to her "retirement" in New York City, I was taken along. I always
found the style with which Golden wrote to be very fitting. It was never
too flowery, it never became an erudite exercise in a "samurai"-like
display of ones verbosity, wielding ones verbiage like a sword (much like
this sentence, and my writing tries to be). Arthur Golden is one of the
best authors I have ever read, at being able to make me think I was ACTUALLY
there and not just reading a book, thanks to a gift for description, that
is equally elegant and straightforward at the same time.
In a sense, Golden`s gift for description, has covered for a few flaws
I see in the book, and those flaws may be the ultimate dividing line between
it being a "Classic", and just a very good book. The first flaw
was the plot. It was intelligent and well crafted, but at times seemed
not to even move. I was just reading the book because of the picture the
book elicited in my mind and fantasies. I was reading the book for the
way the story was presented, and not the story itself. It was an intricate
plot for the most part, but a sense of building towards the crescendo
of the book was not too evident. When the climax of the book came, it
was a little too contrived, and really lacked the Sayuri Niita`s "gut-felt"
reactions to the situation. This is in character of what I would expect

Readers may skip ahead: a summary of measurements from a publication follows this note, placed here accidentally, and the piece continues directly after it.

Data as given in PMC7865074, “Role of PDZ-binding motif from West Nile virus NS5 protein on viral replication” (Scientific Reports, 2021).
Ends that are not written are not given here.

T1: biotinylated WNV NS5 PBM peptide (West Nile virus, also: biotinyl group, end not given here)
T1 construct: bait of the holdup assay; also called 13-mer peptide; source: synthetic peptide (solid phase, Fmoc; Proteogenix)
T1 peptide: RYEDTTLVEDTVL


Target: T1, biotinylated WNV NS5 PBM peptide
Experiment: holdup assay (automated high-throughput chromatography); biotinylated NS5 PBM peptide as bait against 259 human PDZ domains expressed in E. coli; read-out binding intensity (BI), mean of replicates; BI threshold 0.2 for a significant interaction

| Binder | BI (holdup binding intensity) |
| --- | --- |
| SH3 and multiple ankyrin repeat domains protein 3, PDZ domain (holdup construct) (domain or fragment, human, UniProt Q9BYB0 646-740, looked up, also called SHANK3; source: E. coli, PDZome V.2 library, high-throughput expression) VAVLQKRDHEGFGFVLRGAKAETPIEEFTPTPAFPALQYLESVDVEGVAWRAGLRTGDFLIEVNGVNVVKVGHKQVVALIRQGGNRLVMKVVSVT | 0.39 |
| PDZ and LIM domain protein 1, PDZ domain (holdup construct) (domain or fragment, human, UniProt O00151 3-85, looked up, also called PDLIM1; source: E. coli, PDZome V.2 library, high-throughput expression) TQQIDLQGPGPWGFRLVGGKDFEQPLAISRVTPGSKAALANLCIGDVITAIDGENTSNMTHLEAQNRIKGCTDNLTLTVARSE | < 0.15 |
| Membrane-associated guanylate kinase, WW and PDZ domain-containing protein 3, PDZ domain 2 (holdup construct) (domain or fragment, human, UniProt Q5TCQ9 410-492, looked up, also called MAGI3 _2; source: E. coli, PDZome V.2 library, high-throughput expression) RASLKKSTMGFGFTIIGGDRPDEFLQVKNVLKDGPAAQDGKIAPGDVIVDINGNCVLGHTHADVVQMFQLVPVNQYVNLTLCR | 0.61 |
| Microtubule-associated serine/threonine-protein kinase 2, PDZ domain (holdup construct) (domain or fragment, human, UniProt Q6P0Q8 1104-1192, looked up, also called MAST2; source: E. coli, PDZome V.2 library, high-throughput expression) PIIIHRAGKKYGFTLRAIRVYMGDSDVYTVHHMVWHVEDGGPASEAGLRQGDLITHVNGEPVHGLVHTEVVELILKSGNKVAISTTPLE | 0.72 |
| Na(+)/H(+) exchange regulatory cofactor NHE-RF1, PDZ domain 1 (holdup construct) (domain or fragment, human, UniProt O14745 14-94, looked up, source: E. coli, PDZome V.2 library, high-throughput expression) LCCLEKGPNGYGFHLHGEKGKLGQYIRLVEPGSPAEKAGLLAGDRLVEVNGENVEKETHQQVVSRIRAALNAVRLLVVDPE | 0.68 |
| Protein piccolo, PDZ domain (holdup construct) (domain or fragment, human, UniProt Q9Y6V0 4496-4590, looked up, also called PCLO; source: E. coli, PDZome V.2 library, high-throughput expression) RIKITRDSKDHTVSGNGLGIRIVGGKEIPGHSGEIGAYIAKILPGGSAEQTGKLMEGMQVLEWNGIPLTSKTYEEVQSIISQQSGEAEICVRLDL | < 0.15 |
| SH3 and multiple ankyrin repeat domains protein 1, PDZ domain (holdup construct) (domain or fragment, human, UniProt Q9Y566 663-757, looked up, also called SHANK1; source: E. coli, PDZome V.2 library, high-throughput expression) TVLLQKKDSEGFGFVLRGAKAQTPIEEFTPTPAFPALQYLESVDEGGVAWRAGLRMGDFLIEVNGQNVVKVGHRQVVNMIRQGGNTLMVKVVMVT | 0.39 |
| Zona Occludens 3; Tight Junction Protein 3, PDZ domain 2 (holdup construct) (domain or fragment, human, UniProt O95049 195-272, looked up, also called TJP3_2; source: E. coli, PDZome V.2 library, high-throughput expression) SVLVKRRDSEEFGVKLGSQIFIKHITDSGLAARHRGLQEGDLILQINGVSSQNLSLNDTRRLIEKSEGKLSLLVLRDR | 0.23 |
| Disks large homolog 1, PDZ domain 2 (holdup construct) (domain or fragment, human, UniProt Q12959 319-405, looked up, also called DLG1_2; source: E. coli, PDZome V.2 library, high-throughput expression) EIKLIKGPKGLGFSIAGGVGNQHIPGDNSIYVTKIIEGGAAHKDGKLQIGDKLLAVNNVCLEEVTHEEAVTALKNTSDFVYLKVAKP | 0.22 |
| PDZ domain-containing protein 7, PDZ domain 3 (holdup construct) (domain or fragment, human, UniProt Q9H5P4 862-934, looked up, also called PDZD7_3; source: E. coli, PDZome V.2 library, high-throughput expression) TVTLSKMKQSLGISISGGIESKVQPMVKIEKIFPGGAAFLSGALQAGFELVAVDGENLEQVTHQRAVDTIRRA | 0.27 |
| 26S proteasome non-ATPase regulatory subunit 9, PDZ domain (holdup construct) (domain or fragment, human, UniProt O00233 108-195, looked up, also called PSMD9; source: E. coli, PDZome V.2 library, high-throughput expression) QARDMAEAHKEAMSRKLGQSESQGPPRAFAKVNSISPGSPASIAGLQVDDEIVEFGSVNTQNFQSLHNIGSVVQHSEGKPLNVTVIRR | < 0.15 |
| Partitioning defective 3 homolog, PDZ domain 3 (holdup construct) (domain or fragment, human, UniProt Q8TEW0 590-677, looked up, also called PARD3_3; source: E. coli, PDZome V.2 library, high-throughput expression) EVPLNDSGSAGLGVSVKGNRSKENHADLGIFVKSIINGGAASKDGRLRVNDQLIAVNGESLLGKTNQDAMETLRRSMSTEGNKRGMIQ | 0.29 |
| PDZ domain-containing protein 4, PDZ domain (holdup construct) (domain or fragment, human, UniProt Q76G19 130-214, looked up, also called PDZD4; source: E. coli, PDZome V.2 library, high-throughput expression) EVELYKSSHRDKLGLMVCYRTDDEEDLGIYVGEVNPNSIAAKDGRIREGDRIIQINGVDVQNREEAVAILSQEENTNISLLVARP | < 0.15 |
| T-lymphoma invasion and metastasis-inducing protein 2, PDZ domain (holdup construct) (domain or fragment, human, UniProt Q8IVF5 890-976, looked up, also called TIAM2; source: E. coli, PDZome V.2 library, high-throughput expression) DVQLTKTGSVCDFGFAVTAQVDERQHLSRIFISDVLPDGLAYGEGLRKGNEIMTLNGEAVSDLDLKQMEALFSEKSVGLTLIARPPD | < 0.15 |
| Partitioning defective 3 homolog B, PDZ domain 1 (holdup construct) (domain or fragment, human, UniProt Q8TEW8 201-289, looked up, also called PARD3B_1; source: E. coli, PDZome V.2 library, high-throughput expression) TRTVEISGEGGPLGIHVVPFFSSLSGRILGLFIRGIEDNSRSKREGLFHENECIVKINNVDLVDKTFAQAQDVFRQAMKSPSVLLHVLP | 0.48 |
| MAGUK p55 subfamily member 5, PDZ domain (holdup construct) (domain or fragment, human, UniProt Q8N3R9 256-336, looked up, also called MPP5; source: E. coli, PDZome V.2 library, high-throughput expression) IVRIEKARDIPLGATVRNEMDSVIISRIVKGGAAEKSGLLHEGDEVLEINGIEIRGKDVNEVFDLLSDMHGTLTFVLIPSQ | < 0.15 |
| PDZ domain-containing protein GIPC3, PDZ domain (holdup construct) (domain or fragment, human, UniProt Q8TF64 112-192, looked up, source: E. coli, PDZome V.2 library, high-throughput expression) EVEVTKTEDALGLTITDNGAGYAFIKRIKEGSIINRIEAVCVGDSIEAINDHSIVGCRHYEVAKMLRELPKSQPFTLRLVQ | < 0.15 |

of an old geisha relating her story to a trusted friend (the scenario
of the novel), but still I felt it a little lacking, and too "matter
of fact". Perhaps we can say it is a little too "Confucian"
I would also say the same about the main theme of the book. That is, Sayuri`s
feelings for "The Chairman" an aged, rich benefactor. Somehow,
when their relationship comes to its conclusion, I found it a little lacking,
a little contrived, and a tad to the realm of unreality. This is in contrast
to Golden`s gift of taking the Japan I know, and the Japan I fantasize
about, and make them both seem "real" at the same time. For
most of the book, Golden is doing a great job, but when the time comes
to kick the book up a metaphorical notch, Golden did not succeed in my
eyes. He could not build beyond the description, and bring the book to
a conclusion that astonished me.
He also did not develop a few of the characters in the book well. Mameha,
Sayuri`s "older sister and guiding hand" of a geisha and Nobu,
"The Chairman`s" right-hand man an inelegant, frank, but very
clever and aware man, scarred by a war injury. They were developed quite
well, as was Sayuri`s nemesis, from her developmental days as a maiko
(or "apprentice geisha"), Hatsumoto. Her detestable, vitriolic
character`s slow destruction at the expense of Sayuri`s growth as a geisha
is great, something you want to see happen as the book rolls along. She
perfectly plays the role of villain in this book. It is good to have an
obvious villain in this book as Golden does capture the essence of the
difference in culture in this book. Therefore, it, in my experience, when
you have negative feelings for a Japanese person, if Japanese people themselves
share their irritation with or dislike of that person, instead of using
of the famous Japanese reserve or "go-enryo". As Hatsumoto is
a clearly unlikable character in this book, the only one really, she adds
difference to the book, as most of the characters present a "gray"
quality when it comes to defining "good" and "bad".
The collection of rich, successful men that are Sayuri`s main "danna"
(benefactors, clients, "sugar daddys" etc., whatever you want
to call them), are a great support to the text. From the hymen-collecting